Delchevo, according to a legend in Byzantine times was called Vasilevo, which translated from Greek means Tsarevo Selo. It is mentioned for the first time as a settlement under the name Carevo Selo in a charter of Tsar Dushan from 1347-1350. With it, he gave the monastery in Lesnovo more places and fields than Pijanec. In Turkish times Delchevo was called Sultania.
Until the 17th century, the settlement lay on the right side of Bregalnica on the present toponym Selishte, more precisely under the hill of Ostrec near the road leading to Bulgaria. From the first centuries of Turkish rule there is not much information about the position of Delchevo. In the middle of the 17th century, Sultan Mehmed IV resided in his district. During his visit, mass conversion to Islam took place. It is presumed that the settlement probably moved to the present place, on the left side of Bregalnica, in the time of this sultan. The city mosque built in the 17th century is also cited as evidence. Evlija Çelebija says about Delchevo: “from Vinica we climbed the Kochani mountain ore, moving through the gorge and after four hours we reached Carevo Selo. "This is a Muslim village at the foot of a mountain and is decorated with 100 houses and a magnificent mosque with a minaret." The oldest part of the city is considered to be the Turkish colony that was created around the mosque. Until the 19th century Delchevo was a village, a Turkish colony, inhabited by a number of purebred Turks and a large part of the non-Turkish population, called Pomaks, who did not know the Turkish language. Only a few families were Macedonian.
Towards the middle of the 19th century, the bazaar began to develop and the settlement to grow, and at the same time the number of Macedonian population to increase. In 1863 there were 75 Macedonian houses in Delchevo, and in 1873 109. In 1856, the construction of the church was completed, which was mainly inhabited by the Macedonian population who fled from the Turkish oppression in the surrounding villages.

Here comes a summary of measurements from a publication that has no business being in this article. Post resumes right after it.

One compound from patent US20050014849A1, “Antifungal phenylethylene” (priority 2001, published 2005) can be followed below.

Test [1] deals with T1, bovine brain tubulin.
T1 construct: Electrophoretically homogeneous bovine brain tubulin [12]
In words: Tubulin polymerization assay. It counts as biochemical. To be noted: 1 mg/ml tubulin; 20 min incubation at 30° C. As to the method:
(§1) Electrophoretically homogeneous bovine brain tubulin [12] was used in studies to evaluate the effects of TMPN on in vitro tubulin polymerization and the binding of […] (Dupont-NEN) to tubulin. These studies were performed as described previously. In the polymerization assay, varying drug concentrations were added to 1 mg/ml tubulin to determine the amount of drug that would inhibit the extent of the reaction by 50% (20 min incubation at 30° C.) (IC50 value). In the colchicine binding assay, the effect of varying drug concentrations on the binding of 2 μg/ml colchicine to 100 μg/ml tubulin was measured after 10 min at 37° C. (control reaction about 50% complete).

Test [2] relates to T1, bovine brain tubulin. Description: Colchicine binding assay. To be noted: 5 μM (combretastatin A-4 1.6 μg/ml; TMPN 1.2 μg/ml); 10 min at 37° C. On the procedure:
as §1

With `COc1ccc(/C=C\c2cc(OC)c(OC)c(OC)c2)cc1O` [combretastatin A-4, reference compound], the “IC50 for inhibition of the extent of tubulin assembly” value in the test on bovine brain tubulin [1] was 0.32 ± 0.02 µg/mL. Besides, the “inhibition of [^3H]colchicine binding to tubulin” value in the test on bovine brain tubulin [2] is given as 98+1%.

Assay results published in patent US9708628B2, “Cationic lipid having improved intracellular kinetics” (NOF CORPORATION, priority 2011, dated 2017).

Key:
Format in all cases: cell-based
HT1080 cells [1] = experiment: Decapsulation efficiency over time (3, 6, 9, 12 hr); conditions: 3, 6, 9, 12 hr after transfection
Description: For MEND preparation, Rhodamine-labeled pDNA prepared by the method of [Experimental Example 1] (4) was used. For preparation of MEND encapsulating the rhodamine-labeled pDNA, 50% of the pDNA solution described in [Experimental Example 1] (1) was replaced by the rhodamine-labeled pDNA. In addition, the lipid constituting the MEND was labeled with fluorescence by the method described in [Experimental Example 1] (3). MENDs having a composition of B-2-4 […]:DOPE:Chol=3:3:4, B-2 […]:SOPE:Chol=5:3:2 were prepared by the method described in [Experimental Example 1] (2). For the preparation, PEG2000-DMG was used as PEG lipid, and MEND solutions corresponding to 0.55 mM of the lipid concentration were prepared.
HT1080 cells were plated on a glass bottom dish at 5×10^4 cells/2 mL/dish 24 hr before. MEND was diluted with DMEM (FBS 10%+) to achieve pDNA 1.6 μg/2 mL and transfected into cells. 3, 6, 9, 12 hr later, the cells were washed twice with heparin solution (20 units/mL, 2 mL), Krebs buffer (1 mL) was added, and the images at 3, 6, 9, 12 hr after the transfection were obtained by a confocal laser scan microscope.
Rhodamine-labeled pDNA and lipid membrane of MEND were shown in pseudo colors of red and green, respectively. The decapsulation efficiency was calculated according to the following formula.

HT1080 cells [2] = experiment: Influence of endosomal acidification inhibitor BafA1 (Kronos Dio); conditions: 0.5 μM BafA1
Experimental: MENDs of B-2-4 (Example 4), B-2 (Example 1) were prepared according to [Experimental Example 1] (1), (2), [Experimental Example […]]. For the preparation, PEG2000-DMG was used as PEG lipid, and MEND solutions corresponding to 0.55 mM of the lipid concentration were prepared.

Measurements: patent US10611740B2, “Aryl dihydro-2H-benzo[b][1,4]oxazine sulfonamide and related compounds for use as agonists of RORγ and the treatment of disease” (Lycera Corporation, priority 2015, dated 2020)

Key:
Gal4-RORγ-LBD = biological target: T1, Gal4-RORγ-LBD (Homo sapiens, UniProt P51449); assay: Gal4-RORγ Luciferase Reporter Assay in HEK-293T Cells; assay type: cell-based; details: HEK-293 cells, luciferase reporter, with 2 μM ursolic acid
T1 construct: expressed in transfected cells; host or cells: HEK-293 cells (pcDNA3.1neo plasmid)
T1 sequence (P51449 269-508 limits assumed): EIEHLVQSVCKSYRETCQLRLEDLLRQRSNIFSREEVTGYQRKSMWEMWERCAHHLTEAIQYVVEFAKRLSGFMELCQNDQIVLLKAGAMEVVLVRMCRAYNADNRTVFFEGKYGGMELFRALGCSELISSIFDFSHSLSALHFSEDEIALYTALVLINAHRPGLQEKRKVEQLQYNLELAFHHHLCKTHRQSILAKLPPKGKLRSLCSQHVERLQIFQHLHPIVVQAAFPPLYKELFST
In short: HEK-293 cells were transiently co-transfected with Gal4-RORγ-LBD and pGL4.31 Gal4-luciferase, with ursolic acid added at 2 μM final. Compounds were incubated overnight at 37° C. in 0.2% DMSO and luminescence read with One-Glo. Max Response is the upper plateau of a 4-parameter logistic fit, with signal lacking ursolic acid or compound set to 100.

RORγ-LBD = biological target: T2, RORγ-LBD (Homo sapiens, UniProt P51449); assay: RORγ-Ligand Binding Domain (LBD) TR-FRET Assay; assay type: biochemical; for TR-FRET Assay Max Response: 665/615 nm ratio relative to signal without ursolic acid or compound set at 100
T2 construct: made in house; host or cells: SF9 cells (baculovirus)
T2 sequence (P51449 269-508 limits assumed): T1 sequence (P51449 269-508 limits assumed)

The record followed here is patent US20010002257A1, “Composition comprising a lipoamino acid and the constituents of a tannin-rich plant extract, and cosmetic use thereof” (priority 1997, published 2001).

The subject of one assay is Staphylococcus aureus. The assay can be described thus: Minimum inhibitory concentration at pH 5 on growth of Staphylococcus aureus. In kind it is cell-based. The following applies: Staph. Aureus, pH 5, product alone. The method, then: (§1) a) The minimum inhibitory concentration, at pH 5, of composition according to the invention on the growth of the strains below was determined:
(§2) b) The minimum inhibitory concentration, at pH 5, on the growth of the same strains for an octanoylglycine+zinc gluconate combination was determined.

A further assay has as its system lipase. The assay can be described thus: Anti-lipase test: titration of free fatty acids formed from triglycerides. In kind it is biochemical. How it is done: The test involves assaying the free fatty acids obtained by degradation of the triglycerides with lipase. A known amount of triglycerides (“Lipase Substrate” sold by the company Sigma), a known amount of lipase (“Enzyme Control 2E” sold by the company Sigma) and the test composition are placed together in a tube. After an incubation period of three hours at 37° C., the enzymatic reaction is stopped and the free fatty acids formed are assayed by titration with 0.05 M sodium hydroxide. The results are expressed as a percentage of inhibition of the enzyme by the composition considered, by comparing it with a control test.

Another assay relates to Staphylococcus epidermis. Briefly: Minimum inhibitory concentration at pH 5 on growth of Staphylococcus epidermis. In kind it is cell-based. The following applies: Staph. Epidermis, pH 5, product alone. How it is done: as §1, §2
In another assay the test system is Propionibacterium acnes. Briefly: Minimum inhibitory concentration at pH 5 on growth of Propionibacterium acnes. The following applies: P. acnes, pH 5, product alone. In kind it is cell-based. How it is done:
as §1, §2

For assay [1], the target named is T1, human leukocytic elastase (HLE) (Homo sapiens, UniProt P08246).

Greater emigration of the Macedonian population occurred, due to Turkish pressure, in liberated Bulgaria in 1878. At that time there was a larger Turkish population from Bulgaria and even from Bosnia and Herzegovina. The invading Turkish population, called "Madziri", settled in Madzirsko maalo, today's III district of the city. On the left side of Bregalnica, on the narrow flat space where the square and the inns were, the construction of trade and craft shops began. With that, the bazaar was finally formed and Delchevo finally grew into a city settlement.
In 1914 the population was 1,701. In 1931 the population increased to 3,746 inhabitants. After this year, a part of the Turkish population voluntarily emigrated to Turkey. In 1935, the construction of the first houses on the right side of Bregalnica began.
In 1950 Carevo Selo was renamed Delchevo. In the sixties the town expanded on the right side of Bregalnica, and in the seventies on the hill Milkovo Brdo.
According to the 1981 census, there were 2,099 households in Delchevo with a total population of 8,065. It is estimated that in 1985 Delchevo had about 9,000 inhabitants.